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Cell entry of bluetongue virus

Gold, Sarah Jane; (2010) Cell entry of bluetongue virus. Doctoral thesis (Ph.D), UCL (University College London). Green open access

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Abstract

Pharmacological and dominant-negative (Dn) inhibitors of endocytosis were used to investigate the cell entry pathway used by BTV-1 in mammalian cells. Infection, but not cell entry was inhibited in BHK, Vero and BPAEC cells, by reagents that raise endosomal pH suggesting that virus must be delivered to acidic compartments for infection. Entry and infection of BHK cells was not inhibited by three different dominant-negative inhibitors (Dn Eps15, AP180C and Dn Dynamin-2) of clathrin-mediated endocytosis, and during entry, virus did not colocalise with transferrin-positive early-endosomes. The failure of Dn Dynamin-2 to inhibit BTV-1 infection also excludes a role for caveolae during entry. This conclusion was supported by showing that Dn Caveolin- 1 and depletion of cellular cholesterol using methyl-β-cyclodextrin or nystatin did not inhibit infection. The observations that methyl-β-cyclodextrin and nystatin did not inhibit infection also rule out a role for other cholesterol/lipid raft-dependent pathways in entry. However, entry was inhibited by the dynamin inhibitor, dynasore, indicating that entry is dependent on a form of dynamin. During entry, BTV-1 was co-localised with dextran, a marker for macropinocytosis. EIPA, a known macropinocytosis inhibitor, blocked entry of both BTV-1 and dextran but not transferrin. Disruption of the actin cytoskeleton using cytochalasin D and latrunculin A inhibited infection further suggesting a role for macropinocytosis in entry. Dn Rab 34 which has been shown to inhibit macropinocytosis in some cell types also inhibited BTV-1 infection. During the first 2 hours of entry, BTV-1 was increasingly co-localised with LAMP-1 indicating that virus is delivered to late-endosomes and/or lysosomes by-passing early endosomes, a characteristic also shared by macropinocytosis. In summary, BTV-1 entry and infection of BHK cells can occur independently of cholesterol, and clathrin- and caveolae-mediated endocytosis, but depends on a specific form of dynamin, and shares characteristics in common with macropinocytosis.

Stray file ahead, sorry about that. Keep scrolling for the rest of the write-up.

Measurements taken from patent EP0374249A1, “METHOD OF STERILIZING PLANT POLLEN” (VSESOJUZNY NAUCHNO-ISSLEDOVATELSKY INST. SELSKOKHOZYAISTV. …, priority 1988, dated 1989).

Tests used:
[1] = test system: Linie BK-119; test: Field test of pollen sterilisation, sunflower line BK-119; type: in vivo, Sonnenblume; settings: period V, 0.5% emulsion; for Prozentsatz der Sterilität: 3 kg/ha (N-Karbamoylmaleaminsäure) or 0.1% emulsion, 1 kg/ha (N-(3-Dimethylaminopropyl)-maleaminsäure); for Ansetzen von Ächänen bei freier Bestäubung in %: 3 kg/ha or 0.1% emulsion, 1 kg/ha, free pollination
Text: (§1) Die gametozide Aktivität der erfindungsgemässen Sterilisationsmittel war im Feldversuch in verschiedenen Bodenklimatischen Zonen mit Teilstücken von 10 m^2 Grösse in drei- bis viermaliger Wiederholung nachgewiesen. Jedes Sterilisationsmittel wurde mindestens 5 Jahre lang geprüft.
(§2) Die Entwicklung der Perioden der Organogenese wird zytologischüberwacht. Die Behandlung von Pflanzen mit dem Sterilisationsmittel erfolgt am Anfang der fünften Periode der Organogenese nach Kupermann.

Type: Thesis (Doctoral)
Qualification: Ph.D
Title: Cell entry of bluetongue virus
Open access status: An open access version is available from UCL Discovery
Language: English
Additional information: Thesis digitised by ProQuest.
Keywords: Biological sciences; Viral entry
URI: https://discovery.ucl.ac.uk/id/eprint/10119949
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